The Court is also unconvinced by the reasoning of Burgeson and Urmann. While Burgeson and Urmann found their respective debtor's lack of beneficiary status to be an essential issue, Greer and Street did not turn on the beneficiary status of the nonparticipant spouse. They concluded, instead, that the present, contingent interests in marital assets obtained by operation of domestic relations law upon filing a divorce complaint were sufficient to be considered for exemption under applicable statutes based on the nature of each specific marital asset, not an abstract claim for distribution. The Court adopts the analysis of the two Ohio bankruptcy courts instead of that of the courts from the Western District of Pennsylvania. Even if the Debtor in this case had not already been a beneficiary of the TSP, she would have nevertheless gained a contingent interest in the TSP account assets upon the filing of the divorce action, an interest this Court has already concluded is exempt under 11 U.S.C. § 522(b)(3)(C) and R.C. 2329.66(A)(10) and (17).
III. Even if the Debtor Had Only a Claim for Equitable Contribution, the Court Cannot Compel the Debtor or the State Court to Issue a QRBCO With the Trustee as Direct Payee.
The Trustee appears to be aware of the difficulty posed by the exemption issue. Perhaps this is why his Complaint and his legal argument in support of his Motion make an additional extraordinary demand: that the Court enter an order "authorizing and empowering the trustee to execute a QDRO [sic] directing distribution of such funds to the estate and compelling the defendant, Carlos Warner, to join in such Qualified Domestic Relations Order." (Compl. ¶ 12.)
Bankruptcy courts generally avoid invasions into family law matters out of consideration of court economy, judicial restraint, and deference to our state court colleagues and their established expertise in such matters. In re White, 851 F.2d 170, 173 (6th Cir. 1988) (quoting In re MacDonald, 755 F.2d 715, 717 (9th Cir. 1985)). However, in addition to general doctrinal reasons for not intruding upon the domestic relations court process, the TSP Statute does not authorize a QRBCO to a creditor or a creditor's representative.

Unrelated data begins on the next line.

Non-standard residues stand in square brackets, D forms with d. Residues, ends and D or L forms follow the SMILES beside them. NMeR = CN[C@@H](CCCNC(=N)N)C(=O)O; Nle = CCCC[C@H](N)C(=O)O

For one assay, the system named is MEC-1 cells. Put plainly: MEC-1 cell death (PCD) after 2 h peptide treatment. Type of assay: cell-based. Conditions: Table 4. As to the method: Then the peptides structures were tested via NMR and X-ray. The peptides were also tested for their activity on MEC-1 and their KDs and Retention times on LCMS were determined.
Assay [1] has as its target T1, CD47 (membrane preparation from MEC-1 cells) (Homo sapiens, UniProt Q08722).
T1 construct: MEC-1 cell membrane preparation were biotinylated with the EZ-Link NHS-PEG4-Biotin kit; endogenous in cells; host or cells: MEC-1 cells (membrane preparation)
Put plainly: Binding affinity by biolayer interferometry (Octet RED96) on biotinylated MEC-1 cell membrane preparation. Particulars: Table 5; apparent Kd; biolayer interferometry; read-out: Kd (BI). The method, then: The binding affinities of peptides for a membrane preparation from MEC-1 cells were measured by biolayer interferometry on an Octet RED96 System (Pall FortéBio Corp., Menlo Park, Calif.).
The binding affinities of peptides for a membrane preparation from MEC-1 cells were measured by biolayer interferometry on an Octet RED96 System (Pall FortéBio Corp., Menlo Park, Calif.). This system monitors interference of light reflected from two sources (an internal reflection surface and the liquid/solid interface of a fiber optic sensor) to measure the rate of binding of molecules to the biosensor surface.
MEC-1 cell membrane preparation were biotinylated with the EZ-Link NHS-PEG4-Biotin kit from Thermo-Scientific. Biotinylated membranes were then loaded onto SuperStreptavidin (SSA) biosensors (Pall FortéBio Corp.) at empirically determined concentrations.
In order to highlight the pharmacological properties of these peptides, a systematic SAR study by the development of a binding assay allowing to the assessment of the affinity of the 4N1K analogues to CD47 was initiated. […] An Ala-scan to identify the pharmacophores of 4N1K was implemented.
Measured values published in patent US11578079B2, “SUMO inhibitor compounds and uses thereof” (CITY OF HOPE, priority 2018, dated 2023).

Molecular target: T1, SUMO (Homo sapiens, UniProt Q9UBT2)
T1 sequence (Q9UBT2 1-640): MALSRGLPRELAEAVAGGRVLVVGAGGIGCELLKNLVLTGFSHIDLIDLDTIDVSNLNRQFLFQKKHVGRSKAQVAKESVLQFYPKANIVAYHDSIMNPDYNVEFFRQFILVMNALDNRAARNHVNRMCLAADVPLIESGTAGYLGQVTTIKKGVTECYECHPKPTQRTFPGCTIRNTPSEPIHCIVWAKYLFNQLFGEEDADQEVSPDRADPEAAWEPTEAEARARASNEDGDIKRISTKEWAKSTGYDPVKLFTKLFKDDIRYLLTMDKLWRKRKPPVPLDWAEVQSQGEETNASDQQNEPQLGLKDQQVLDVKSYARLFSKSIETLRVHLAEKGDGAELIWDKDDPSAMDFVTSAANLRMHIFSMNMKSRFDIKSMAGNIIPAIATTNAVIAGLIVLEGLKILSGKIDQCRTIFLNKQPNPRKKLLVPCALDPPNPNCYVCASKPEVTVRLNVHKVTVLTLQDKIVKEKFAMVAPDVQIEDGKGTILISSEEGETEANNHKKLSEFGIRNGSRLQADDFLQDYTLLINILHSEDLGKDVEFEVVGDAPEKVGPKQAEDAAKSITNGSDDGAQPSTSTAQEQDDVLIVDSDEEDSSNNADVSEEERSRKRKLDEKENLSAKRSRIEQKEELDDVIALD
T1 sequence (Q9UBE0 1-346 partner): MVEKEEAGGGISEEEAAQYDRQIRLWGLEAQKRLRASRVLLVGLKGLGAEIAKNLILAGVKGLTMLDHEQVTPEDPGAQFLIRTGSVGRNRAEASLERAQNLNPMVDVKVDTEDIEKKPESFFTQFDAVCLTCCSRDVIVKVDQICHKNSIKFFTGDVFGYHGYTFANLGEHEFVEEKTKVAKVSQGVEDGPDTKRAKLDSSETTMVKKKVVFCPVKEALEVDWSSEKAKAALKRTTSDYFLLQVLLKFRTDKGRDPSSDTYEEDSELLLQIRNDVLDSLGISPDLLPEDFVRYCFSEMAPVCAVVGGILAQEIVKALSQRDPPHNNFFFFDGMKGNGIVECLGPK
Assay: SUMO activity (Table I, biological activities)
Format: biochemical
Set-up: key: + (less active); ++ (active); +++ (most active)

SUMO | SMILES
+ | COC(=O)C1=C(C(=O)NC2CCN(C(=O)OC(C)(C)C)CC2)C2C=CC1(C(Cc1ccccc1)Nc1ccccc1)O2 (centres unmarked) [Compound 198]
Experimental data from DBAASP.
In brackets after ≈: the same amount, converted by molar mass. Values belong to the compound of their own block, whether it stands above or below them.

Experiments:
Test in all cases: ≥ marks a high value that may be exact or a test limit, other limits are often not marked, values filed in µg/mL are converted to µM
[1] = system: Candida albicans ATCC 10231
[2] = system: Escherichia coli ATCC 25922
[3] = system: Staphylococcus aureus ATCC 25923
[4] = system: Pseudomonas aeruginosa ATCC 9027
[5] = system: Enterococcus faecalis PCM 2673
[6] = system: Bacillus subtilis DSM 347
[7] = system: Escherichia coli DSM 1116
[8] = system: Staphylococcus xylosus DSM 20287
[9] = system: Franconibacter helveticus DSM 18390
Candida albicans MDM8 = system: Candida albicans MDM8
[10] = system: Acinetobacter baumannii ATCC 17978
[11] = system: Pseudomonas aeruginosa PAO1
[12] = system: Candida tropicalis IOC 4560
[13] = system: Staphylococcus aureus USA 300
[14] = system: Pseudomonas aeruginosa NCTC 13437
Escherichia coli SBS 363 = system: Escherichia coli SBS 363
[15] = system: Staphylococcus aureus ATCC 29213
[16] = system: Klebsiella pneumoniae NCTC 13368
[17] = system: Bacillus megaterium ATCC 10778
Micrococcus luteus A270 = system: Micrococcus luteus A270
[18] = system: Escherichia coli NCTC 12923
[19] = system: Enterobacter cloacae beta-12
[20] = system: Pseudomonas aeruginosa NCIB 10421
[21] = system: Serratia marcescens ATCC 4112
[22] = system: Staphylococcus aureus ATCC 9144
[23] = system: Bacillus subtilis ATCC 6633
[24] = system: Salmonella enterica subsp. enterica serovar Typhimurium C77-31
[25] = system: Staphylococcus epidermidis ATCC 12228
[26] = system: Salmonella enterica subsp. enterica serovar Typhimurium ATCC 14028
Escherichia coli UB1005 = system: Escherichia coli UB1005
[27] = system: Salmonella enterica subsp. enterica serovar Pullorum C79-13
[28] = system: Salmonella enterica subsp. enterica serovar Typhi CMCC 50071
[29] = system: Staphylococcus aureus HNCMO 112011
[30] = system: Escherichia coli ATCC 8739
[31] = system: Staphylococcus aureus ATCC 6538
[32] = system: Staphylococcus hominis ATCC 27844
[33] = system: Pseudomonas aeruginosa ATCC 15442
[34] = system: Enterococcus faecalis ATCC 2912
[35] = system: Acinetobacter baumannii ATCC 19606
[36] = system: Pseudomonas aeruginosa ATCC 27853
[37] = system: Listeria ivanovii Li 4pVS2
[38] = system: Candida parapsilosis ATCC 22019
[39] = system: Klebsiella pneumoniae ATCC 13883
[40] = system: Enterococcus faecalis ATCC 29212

The Court's equitable powers end where express statutory limits begin. A QRBCO "can require a payment only to a spouse, former spouse, child or dependent of a participant." 5 C.F.R. 1653.2(a)(4) (emphasis added).
The Trustee argues that his status a trustee gives him the ability to "stand in the shoes" of the Debtor to obtain a QRBCO pursuant to 11 U.S.C. § 541 and In re Dively. (Docket No. 17 at 9.) Dively determined that "the fact that a bankruptcy trustee is not specifically identified as an `alternate payee' or `beneficiary' under ERISA is of no moment," 522 B.R. at 784, because of 11 U.S.C. § 105(a) (empowering bankruptcy courts to issue any "order, process, or judgment that is necessary or appropriate to carry out the provisions of [the Bankruptcy Code]") and 29 U.S.C. § 1144(d), which provides that "[n]othing in [ERISA] shall be construed to alter, amend, modify, invalidate, impair, or supersede any law of the United States." Dively proceeded to hold that court authorization for the trustee to seek a QDRO was an "order, process, or judgment" under Section 105, and that ERISA did not preclude it. Id. at 784. Similar logic might apply to the TSP Statute if Dively were correct.
However, the Court does not find Dively persuasive on this issue. It is true that 29 U.S.C. § 1144(d) does not limit the application of 11 U.S.C. § 105(a). But that truism ignores a more fundamental point: the Court's equitable powers under Section 105(a) are inherently limited. "While endowing the court with general equitable powers, section 105 does not authorize relief inconsistent with more specific law." In re Rohnert Park Auto Parts, Inc., 113 B.R. 610, 615 (B.A.P. 9th Cir. 1990); see also In re Dues, 98 B.R. 434, 437 (Bankr N.D. Ind. 1989) ("Section 105 . . . may only be used as a basis for the court's action where other applicable law does not address the situation."). The Court cannot use its equitable powers to add a new category of persons eligible to be alternate payees under 5 C.F.R. § 1653.2 when that list is already set forth in that regulation.
The Debtor's interest in Mr. Warner's TSP account and the assets therein by virtue of her status as a beneficiary were excluded from the estate by operation of 11 U.S.C. § 541(c)(2). In addition, the Debtor's contingent interest in the TSP account assets that arose by virtue of her divorce filing in Ohio state court was subject to exemption pursuant to 11 U.S.C. § 522(b)(3)(C) and R.C. 2329.66(a)(10) and (17).
The Court will enter a separate form of judgment granting the United States' motion for partial summary judgment and denying the Trustee's motion for summary judgment.